Surviving while stranded alone on an airplane

Tom W. was flying from Louisiana to California with a layover in Houston.

Turns out, his layover was a lot longer than expected.

You see, Tom was supposed to change plans at George Bush Intercontinental Airport.

And like many people, Tom fell asleep on the flight from Louisiana to Houston.

But, unlike everybody else on the plane, he didn’t wake up when the plane landed.

Instead, Tom woke up to a parked, empty, and dark airplane cabin.

Inexplicably, none of the cabin crew noticed Tom sitting in a window seat near the rear of the airplane, sound asleep.

The staff shut down and closed the plane without seeing or waking Tom.

“I looked down the aisle, there was nobody on the plane,” Tom said.

“It was locked up. The lights were off. No motors running. It was like it was secured for the night.”

Tom admits to being a heavy sleeper. He was used to working on a boat and sleeping with movement.

So, he wasn’t surprised that he didn’t wake up during the landing.

“That’s the norm for me. A little jolt wouldn’t bother me.”

He said his biggest concern was finding the bathroom on the plane in the dark.

Thankfully, he found it, and that it wasn’t locked.

Next, Tom used his cell phone to call his girlfriend, who laughed at his situation.

He told her, “Get me off this plane! Stop laughing. It’s getting cold.”

Tom’s girlfriend called United Airlines in Louisiana where he had originally boarded the plane, but she was told that there was no way he was stuck on a plane.

Getting antsy, Tom thought about getting himself off the plane.

“I grabbed the (entrance door) lever. I thought: I better not do that. Let them get me off the plane. So many things go through your head.”

About 30 minutes after Tom woke up, a maintenance worker opened the door to the aircraft.

The worker said, “What are you doing on this plane? Where’s your badge?”

Tom explained he was a passenger and had fallen asleep on the flight. The maintenance worker escorted Tom to the terminal.

Unfortunately, Tom missed his connecting flight to California and had to spend the night at a hotel near the airport.

The airline said in a statement that it apologized to the passenger and that it was investigating what happened.

They also gave Tom a $250 voucher and paid the hotel bill.

Obviously, airline travel is not perfect and is pretty bad much of the time.

In 2022, while U.S. airlines carried 853 million passengers, about 23% of flights were delayed.

And remember the Southwest Airlines debacle during the 2022 holiday season when they canceled thousands of flights?

If we learned anything about air travel since the pandemic, it’s that you can (and should) expect delays and cancellations.

This is why it’s important to be prepared for an extended stay at the airport – or an airplane in Tom’s case.

One good way to prepare is to have a small airport go bag. And here are a few things you want to have in your bag.


Cash is king, especially if you are stranded somewhere.

If you are stuck in an airport you might need to get a cab or even ask a stranger for a ride.

If you stick a $50 bill in someone’s face, they might be more willing to drive you somewhere safe.

At the very least, I would keep $300 in your airport go bag, broken into different denominations so you can spread the money around for other uses.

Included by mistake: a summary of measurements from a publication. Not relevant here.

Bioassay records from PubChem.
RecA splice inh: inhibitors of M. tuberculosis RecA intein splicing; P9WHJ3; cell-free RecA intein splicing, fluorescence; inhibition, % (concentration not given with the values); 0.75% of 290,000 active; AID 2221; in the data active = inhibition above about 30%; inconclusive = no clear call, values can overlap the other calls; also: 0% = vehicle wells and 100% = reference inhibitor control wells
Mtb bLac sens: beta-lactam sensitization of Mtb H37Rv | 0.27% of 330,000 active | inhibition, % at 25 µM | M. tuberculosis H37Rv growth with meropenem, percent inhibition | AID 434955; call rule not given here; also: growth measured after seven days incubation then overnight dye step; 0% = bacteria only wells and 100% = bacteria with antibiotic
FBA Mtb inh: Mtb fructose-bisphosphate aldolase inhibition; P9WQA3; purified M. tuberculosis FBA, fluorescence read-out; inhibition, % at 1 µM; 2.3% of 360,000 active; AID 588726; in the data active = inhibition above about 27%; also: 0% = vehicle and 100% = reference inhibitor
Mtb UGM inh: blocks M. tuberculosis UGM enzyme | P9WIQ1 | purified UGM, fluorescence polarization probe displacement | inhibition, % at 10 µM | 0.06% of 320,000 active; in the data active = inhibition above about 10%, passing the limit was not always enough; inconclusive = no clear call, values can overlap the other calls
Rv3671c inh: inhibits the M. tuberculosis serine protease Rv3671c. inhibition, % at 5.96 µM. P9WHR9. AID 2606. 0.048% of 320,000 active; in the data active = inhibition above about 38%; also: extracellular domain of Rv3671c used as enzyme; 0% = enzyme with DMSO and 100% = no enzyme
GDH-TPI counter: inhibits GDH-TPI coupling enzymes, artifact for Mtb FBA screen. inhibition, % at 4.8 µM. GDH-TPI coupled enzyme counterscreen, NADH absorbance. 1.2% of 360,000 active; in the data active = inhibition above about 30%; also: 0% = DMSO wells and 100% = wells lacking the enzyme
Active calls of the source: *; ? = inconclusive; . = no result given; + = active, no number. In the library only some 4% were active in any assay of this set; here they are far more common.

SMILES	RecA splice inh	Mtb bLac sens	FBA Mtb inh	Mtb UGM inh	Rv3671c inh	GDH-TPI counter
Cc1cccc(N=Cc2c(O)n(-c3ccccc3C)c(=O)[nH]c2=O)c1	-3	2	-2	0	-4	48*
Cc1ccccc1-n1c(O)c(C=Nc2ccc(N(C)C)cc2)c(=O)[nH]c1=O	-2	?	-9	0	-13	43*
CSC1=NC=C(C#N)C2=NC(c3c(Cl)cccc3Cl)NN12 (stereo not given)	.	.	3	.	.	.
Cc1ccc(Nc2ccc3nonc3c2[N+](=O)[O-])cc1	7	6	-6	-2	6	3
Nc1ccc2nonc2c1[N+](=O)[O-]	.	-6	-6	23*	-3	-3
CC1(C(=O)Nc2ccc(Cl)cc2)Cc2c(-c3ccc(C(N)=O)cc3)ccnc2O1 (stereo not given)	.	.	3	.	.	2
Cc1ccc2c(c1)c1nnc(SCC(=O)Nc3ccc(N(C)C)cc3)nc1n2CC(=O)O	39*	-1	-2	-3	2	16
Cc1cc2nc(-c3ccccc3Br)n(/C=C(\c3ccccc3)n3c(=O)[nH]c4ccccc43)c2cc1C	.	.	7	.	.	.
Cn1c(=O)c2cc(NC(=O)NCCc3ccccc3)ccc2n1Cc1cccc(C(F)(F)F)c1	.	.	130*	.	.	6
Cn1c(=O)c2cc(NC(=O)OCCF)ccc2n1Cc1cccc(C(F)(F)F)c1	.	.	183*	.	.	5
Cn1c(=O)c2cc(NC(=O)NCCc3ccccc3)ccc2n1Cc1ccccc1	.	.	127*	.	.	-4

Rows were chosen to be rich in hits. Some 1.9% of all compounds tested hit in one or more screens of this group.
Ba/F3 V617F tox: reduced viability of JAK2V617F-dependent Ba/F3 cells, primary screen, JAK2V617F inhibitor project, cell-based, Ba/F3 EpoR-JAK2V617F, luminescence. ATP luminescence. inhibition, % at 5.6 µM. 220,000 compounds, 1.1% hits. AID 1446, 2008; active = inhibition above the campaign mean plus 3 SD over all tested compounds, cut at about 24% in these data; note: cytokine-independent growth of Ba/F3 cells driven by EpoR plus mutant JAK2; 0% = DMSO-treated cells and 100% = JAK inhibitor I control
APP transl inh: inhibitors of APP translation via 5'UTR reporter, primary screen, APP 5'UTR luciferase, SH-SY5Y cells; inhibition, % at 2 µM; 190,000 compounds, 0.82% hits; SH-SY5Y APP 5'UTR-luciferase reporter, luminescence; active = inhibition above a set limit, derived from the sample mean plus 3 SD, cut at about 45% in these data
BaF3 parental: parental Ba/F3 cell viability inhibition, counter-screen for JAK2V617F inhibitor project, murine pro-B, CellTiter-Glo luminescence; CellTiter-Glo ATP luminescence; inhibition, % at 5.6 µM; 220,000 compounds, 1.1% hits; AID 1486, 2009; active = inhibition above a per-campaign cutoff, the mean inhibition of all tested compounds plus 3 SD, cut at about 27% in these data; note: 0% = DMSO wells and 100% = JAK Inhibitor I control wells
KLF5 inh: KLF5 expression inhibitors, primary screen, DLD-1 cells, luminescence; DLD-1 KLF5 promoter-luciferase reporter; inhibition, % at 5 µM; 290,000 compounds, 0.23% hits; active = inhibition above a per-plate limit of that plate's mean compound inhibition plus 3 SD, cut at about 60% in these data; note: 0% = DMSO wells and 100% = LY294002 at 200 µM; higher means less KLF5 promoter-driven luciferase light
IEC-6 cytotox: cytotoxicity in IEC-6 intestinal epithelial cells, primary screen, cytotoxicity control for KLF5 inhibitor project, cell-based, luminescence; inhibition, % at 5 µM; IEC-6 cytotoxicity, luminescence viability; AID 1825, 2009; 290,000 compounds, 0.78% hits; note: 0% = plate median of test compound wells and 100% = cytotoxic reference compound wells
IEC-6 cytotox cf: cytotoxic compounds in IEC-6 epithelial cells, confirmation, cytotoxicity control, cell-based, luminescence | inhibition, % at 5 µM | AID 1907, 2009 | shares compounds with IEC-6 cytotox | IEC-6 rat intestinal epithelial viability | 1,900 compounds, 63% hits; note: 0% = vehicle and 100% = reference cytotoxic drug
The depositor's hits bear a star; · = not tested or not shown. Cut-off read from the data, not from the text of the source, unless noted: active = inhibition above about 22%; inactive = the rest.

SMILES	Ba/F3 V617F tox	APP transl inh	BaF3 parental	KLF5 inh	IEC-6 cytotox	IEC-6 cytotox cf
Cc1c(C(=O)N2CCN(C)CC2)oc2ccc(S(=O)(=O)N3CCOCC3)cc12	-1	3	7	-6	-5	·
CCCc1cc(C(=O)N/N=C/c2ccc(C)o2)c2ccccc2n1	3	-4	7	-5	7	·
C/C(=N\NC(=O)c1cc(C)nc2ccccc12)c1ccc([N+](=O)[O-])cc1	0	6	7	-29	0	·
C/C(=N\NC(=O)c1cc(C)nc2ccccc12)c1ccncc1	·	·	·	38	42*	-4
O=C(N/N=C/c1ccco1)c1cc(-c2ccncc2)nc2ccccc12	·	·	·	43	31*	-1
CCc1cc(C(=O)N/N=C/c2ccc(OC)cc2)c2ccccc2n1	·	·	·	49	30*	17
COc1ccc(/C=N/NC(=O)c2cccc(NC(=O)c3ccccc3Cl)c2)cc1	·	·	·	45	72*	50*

Many airports have plenty of restaurants to choose from, but the problem is they’re not open 24/7.

So, if your flight is delayed, you may end up arriving when everything’s shut down. If you haven’t eaten all day, you’ll be out of luck.

That’s why I recommend packing at least two energy or protein bars with you. Try to find bars with some nutritional value.

In addition, you’ll want a water bottle that you can refill as needed.

And a small water filter for purification is a good option, too. Depending on where you land or are stranded, the water may be sketchy.

Charger and power bank:

You should keep your phone charger on you in case you get stuck in an airport.

Plus, airport electrical outlets can be hard to come by since they are always being used.

And hackers love to use the airport charging stations to worm their way into people’s phones or computers, so I suggest not using them at all.

Along with your charger, you should also carry a power bank in case you can’t find an outlet.

Nowadays, power banks are tiny and can easily be added to a go bag.


Since I can’t carry my gun or knife in an airport, I always have at least one tactical pen on me.

If you put the cap on the pointed end it looks like a regular writing tool. In fact, I use it to take notes at the airport if I need to write anything down.

Another tool I recommend is a small flashlight.

If you get trapped in a dark place like Tom, or if the power goes out at the airport, you may need some light to see where you are going.

Finally, add some type of small emergency blanket to your bag.

Airports get cold, especially if you are stuck there overnight, and an emergency mylar blanket is better than nothing.

You could continue adding critical gear to your airport go-bag based on your specific needs.

For instance, if you take medication, you should keep it in your go bag.

The best thing to do is to keep your airport go bag small enough to be carry-on and personalize it for your unique situation.

Chances are good that at some point your flight will be canceled or delayed.

If you are stuck in an airport these basic items can make the situation more manageable.

Now, an airport bag is just one of the bags you should have dialed-in, packed, and ready to go.

You should have emergency go bags, or bug out bags, for everyone in your family.

These bags should be prepped and ready to grab at a moment’s notice in case of a crisis.

Leave A Reply

Your email address will not be published.